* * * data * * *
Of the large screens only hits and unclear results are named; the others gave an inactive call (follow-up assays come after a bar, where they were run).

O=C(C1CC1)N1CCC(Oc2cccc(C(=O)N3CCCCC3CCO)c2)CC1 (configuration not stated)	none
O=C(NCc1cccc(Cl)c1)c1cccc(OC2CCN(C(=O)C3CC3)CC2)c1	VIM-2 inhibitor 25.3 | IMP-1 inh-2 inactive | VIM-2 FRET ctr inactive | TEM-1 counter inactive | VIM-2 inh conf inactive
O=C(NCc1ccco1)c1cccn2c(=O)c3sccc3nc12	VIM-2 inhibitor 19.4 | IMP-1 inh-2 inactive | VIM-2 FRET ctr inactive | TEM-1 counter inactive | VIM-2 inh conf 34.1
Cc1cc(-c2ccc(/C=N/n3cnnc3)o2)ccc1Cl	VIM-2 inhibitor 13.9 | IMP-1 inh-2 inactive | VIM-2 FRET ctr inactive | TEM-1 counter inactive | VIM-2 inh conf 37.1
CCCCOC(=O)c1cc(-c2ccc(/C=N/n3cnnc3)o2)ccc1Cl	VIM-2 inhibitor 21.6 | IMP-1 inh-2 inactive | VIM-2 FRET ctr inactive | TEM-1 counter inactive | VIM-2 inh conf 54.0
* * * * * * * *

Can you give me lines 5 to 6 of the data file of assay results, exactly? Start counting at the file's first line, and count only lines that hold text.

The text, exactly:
Cc1cc(-c2ccc(/C=N/n3cnnc3)o2)ccc1Cl	VIM-2 inhibitor 13.9 | IMP-1 inh-2 inactive | VIM-2 FRET ctr inactive | TEM-1 counter inactive | VIM-2 inh conf 37.1
CCCCOC(=O)c1cc(-c2ccc(/C=N/n3cnnc3)o2)ccc1Cl	VIM-2 inhibitor 21.6 | IMP-1 inh-2 inactive | VIM-2 FRET ctr inactive | TEM-1 counter inactive | VIM-2 inh conf 54.0